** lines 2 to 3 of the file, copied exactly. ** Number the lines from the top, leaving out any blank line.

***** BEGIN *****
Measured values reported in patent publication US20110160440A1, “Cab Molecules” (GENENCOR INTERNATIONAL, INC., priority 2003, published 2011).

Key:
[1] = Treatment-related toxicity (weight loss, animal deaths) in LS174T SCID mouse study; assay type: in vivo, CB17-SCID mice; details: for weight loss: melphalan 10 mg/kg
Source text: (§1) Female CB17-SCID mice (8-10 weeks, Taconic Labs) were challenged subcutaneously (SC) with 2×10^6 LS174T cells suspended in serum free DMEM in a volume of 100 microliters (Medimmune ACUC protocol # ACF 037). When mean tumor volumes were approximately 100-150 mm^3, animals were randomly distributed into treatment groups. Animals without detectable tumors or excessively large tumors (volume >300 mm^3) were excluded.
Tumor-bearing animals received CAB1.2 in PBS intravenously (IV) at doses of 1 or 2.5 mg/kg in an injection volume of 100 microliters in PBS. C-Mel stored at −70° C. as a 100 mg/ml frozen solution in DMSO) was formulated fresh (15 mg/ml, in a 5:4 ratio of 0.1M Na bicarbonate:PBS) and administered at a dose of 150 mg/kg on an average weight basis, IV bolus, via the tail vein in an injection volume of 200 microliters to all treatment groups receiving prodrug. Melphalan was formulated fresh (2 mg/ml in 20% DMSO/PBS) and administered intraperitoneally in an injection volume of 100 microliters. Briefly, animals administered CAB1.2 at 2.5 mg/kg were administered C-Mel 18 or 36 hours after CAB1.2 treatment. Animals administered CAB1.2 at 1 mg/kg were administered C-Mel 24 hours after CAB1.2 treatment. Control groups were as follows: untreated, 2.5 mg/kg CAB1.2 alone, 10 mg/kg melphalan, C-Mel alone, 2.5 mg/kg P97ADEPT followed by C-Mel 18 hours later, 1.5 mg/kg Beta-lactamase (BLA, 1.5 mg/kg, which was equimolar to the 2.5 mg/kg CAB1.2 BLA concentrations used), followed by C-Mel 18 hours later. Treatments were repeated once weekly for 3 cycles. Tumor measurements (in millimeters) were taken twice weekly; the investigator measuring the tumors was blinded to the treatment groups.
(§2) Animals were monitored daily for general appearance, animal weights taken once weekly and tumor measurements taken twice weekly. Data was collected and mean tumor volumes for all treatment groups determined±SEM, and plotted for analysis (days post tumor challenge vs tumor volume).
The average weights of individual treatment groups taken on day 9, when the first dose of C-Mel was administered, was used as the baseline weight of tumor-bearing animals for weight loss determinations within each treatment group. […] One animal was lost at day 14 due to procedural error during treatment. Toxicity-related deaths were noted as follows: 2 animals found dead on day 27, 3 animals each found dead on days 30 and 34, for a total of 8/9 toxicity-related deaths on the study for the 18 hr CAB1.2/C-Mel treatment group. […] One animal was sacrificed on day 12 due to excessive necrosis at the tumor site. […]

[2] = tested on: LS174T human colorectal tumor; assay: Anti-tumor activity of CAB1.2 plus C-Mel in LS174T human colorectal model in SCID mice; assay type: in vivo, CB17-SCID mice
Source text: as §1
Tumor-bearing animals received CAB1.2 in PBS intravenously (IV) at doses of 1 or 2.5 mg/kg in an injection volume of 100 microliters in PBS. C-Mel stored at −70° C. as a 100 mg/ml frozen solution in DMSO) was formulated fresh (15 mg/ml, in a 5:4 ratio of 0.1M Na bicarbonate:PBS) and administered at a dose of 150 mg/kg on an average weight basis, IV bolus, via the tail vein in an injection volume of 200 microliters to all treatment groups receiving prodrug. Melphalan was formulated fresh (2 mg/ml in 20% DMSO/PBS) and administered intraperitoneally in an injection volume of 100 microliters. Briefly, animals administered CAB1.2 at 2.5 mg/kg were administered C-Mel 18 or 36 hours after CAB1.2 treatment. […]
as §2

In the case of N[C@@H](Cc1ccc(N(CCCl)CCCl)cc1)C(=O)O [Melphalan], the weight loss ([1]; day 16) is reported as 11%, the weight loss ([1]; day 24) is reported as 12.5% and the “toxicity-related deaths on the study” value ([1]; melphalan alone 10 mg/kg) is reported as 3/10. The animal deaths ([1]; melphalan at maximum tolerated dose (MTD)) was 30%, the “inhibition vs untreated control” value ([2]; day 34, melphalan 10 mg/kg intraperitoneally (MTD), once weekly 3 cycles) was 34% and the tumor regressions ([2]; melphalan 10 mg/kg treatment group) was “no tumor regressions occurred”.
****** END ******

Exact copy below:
Key:
[1] = Treatment-related toxicity (weight loss, animal deaths) in LS174T SCID mouse study; assay type: in vivo, CB17-SCID mice; details: for weight loss: melphalan 10 mg/kg